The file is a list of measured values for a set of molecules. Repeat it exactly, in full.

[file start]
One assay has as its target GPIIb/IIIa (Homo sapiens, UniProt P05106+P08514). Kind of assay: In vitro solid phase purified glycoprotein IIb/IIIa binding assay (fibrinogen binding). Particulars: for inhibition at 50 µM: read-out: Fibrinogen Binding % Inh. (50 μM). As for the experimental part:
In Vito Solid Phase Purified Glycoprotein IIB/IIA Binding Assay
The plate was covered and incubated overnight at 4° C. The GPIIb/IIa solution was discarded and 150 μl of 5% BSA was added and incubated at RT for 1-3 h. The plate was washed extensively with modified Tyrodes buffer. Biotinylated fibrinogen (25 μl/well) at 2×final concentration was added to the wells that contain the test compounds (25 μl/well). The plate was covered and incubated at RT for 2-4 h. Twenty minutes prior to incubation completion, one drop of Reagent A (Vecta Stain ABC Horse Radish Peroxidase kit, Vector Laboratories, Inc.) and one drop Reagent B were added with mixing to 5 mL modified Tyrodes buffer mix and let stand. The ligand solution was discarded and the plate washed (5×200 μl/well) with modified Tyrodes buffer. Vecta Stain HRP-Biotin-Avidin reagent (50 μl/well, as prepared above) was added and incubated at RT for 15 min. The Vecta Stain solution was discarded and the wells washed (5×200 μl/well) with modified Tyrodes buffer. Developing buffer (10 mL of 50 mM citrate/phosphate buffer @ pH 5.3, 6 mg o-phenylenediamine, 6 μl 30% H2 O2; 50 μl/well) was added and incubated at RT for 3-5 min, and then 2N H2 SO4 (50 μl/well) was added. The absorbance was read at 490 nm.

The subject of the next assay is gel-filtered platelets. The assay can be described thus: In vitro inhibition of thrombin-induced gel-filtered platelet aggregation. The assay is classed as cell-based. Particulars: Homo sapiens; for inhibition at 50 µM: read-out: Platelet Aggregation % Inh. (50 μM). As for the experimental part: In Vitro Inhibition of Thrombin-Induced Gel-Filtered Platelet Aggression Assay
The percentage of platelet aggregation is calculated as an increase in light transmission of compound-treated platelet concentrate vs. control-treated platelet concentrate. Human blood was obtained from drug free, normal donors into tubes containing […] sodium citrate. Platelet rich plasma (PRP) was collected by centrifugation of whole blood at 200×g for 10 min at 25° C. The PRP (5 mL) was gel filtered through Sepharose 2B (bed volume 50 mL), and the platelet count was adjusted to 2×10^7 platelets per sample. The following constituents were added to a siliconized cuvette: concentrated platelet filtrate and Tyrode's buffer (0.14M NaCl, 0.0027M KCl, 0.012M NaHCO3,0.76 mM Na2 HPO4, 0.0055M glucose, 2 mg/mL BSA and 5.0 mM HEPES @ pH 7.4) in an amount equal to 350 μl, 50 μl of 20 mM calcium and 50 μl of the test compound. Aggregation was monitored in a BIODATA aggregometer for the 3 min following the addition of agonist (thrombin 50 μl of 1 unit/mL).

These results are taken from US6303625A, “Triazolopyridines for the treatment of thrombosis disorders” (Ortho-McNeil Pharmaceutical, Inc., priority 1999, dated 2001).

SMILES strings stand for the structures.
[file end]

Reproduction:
One assay has as its target GPIIb/IIIa (Homo sapiens, UniProt P05106+P08514). Kind of assay: In vitro solid phase purified glycoprotein IIb/IIIa binding assay (fibrinogen binding). Particulars: for inhibition at 50 µM: read-out: Fibrinogen Binding % Inh. (50 μM). As for the experimental part:
In Vito Solid Phase Purified Glycoprotein IIB/IIA Binding Assay
The plate was covered and incubated overnight at 4° C. The GPIIb/IIa solution was discarded and 150 μl of 5% BSA was added and incubated at RT for 1-3 h. The plate was washed extensively with modified Tyrodes buffer. Biotinylated fibrinogen (25 μl/well) at 2×final concentration was added to the wells that contain the test compounds (25 μl/well). The plate was covered and incubated at RT for 2-4 h. Twenty minutes prior to incubation completion, one drop of Reagent A (Vecta Stain ABC Horse Radish Peroxidase kit, Vector Laboratories, Inc.) and one drop Reagent B were added with mixing to 5 mL modified Tyrodes buffer mix and let stand. The ligand solution was discarded and the plate washed (5×200 μl/well) with modified Tyrodes buffer. Vecta Stain HRP-Biotin-Avidin reagent (50 μl/well, as prepared above) was added and incubated at RT for 15 min. The Vecta Stain solution was discarded and the wells washed (5×200 μl/well) with modified Tyrodes buffer. Developing buffer (10 mL of 50 mM citrate/phosphate buffer @ pH 5.3, 6 mg o-phenylenediamine, 6 μl 30% H2 O2; 50 μl/well) was added and incubated at RT for 3-5 min, and then 2N H2 SO4 (50 μl/well) was added. The absorbance was read at 490 nm.

The subject of the next assay is gel-filtered platelets. The assay can be described thus: In vitro inhibition of thrombin-induced gel-filtered platelet aggregation. The assay is classed as cell-based. Particulars: Homo sapiens; for inhibition at 50 µM: read-out: Platelet Aggregation % Inh. (50 μM). As for the experimental part: In Vitro Inhibition of Thrombin-Induced Gel-Filtered Platelet Aggression Assay
The percentage of platelet aggregation is calculated as an increase in light transmission of compound-treated platelet concentrate vs. control-treated platelet concentrate. Human blood was obtained from drug free, normal donors into tubes containing […] sodium citrate. Platelet rich plasma (PRP) was collected by centrifugation of whole blood at 200×g for 10 min at 25° C. The PRP (5 mL) was gel filtered through Sepharose 2B (bed volume 50 mL), and the platelet count was adjusted to 2×10^7 platelets per sample. The following constituents were added to a siliconized cuvette: concentrated platelet filtrate and Tyrode's buffer (0.14M NaCl, 0.0027M KCl, 0.012M NaHCO3,0.76 mM Na2 HPO4, 0.0055M glucose, 2 mg/mL BSA and 5.0 mM HEPES @ pH 7.4) in an amount equal to 350 μl, 50 μl of 20 mM calcium and 50 μl of the test compound. Aggregation was monitored in a BIODATA aggregometer for the 3 min following the addition of agonist (thrombin 50 μl of 1 unit/mL).

These results are taken from US6303625A, “Triazolopyridines for the treatment of thrombosis disorders” (Ortho-McNeil Pharmaceutical, Inc., priority 1999, dated 2001).

SMILES strings stand for the structures.